Beyond Broken: Let's Talk About How We Talk About Divorce.
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August 02, 2016

When my parents got divorced it was still considered a pretty shameful thing.  And we were Catholic, so we had that going for us.  People whispered about it.  I got teased about it in school.  I heard a lot about the 'sin' of divorce in CCD.  I remember feeling really alone in it, as though it made us different. I was embarrassed.

The divorce rate was lower than it is today, to be sure, but we also just talked about it less openly.

We talk about it much more candidly now, but I'm not sure we talk about it BETTER.  We seem to live at the poles when it comes to the way we approach it.  Either we brush it off and act as though the dissolution of a marriage is no big deal- the "heck, everybody's doing it!" approach or we catastrophize it. 

Neither way is great.

Maybe if you are married for a short time and there are no children to consider, your divorce truly is a blip.  Things don't work out, you both see it the same way, you part amicably.  He gets the crock pot, you get the coffee maker.  No harm, no foul.

When there are children involved, though, it's another thing entirely.

Your kids will have their own experience of your divorce, apart from the 'facts,' apart from your feelings.  My ex-husband and I never (and I truly mean never) fought in front of our kids.  We'd both grown up in houses that were very angry, pre-divorce- we did not want that for our kids.  We actually didn't fight much in general, but that's another post.  In any case, when we separated there was no context for our kids.  There wasn't the, "Well, mom and dad have been miserable for a long time..." sense that I had and my ex-husband had when our respective parents divorced.  Our kids' world simply upended, seemingly for no reason.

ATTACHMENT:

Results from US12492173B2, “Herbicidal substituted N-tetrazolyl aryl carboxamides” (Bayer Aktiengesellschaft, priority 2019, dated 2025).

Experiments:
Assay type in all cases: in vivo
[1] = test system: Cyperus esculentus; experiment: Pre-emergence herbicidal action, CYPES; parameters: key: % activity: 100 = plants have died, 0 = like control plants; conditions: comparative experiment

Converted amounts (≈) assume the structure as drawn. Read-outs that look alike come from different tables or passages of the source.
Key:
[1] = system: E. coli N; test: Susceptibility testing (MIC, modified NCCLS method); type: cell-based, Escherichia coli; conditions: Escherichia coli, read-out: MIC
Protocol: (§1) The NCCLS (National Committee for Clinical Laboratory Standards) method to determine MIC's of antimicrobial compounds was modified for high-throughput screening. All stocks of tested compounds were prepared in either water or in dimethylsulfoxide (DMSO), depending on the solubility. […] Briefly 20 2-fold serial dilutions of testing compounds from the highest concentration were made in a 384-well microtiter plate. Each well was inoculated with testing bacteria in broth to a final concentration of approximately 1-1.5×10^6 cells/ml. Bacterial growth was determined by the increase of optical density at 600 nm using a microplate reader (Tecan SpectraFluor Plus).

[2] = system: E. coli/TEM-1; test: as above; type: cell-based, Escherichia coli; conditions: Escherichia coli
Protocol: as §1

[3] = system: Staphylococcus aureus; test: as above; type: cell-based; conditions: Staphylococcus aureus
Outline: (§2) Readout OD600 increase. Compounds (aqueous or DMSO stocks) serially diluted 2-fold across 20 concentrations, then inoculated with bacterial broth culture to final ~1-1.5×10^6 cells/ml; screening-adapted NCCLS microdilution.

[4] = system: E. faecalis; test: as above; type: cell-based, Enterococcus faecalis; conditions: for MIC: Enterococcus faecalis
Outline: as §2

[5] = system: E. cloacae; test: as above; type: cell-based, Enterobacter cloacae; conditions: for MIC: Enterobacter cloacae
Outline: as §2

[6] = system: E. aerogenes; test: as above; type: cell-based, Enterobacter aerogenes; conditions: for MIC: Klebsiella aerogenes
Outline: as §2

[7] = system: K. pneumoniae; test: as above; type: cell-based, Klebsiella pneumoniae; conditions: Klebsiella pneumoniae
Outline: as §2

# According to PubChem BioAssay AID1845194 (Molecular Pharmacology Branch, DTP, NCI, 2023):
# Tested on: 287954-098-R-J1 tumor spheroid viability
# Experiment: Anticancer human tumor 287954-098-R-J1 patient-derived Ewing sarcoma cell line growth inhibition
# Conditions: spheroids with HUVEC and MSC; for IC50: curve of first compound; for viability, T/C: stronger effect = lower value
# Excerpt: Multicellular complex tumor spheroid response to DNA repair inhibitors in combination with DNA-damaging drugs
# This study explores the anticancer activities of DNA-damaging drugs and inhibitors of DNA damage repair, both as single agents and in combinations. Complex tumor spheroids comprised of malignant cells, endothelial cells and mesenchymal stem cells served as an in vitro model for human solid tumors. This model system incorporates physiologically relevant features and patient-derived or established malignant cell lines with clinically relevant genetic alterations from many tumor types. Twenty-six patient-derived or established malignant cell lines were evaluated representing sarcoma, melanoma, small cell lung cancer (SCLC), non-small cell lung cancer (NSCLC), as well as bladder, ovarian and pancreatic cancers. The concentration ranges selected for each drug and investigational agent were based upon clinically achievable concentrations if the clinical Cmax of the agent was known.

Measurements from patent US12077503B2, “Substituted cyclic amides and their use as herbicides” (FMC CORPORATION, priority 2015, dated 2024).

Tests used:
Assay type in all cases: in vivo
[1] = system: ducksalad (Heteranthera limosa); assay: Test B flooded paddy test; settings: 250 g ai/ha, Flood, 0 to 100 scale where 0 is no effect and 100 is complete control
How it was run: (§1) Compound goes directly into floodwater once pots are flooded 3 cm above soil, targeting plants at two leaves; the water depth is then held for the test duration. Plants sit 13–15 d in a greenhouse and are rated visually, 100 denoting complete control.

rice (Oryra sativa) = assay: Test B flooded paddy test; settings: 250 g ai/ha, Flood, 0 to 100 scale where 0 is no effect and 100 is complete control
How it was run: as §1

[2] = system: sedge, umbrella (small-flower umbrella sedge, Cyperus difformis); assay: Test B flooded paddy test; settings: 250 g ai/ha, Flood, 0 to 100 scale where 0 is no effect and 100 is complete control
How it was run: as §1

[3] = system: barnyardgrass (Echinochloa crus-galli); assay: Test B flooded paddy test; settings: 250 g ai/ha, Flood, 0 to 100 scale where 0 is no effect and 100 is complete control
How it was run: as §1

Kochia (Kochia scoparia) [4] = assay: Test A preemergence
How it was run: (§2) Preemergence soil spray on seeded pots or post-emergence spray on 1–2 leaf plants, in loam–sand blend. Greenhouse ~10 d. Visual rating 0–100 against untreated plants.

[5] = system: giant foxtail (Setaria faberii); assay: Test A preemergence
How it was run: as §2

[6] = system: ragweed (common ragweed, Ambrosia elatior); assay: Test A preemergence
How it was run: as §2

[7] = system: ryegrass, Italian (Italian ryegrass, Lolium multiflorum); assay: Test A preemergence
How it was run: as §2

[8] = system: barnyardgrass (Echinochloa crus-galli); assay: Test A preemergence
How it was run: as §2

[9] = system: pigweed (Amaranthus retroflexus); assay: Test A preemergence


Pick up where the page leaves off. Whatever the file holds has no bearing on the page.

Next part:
That is traumatic.

I felt as though our family life was shattered by our divorce, but it wasn't.  The fissures were already there. We only looked okay.  We had no stable foundation.  It wasn't the final big revelation that left us in pieces- we were already in pieces.  We were a fundamentally broken, intact family.

I remember lamenting to my best friend that I wanted my kids to have what I didn't- a 'whole' family. What I now realize is, they never did.  Not really.

That notion, though, it's insidious.  You hear it everywhere, and it needs to STOP.

Can we, for the love, please stop referring to families post-divorce as "broken" families? 

If we cling to the notion that the ideal family can only ever be two parents, married, living under the same roof- that excludes a hell of a lot of people.  Not all marriages look alike, and neither do all divorces.

The words we use MATTER. If your child is told their family is broken because her or his mom and dad no longer live together- they will take that in. That will be the truth they live out of.  Our children look to us for guidance in how to move forward.  How to live.  What to prioritize.

Maybe they do the math that the unhappy/angry/abusive married family was the 'good' thing and the necessary/healthy divorce is the 'bad.'  

This is not to minimize how difficult and devastating divorce can be, particularly for children.  It is a major life change, over which children have no power.  That is the very definition of trauma.  But life after divorce, your family after divorce, can be healthy.  It can be happy.  It can be WHOLE.

We are a healthier family today than we were pre-divorce.

A family where the parents are no longer married is not necessarily broken.

Sometimes the divorce is the REPAIR.

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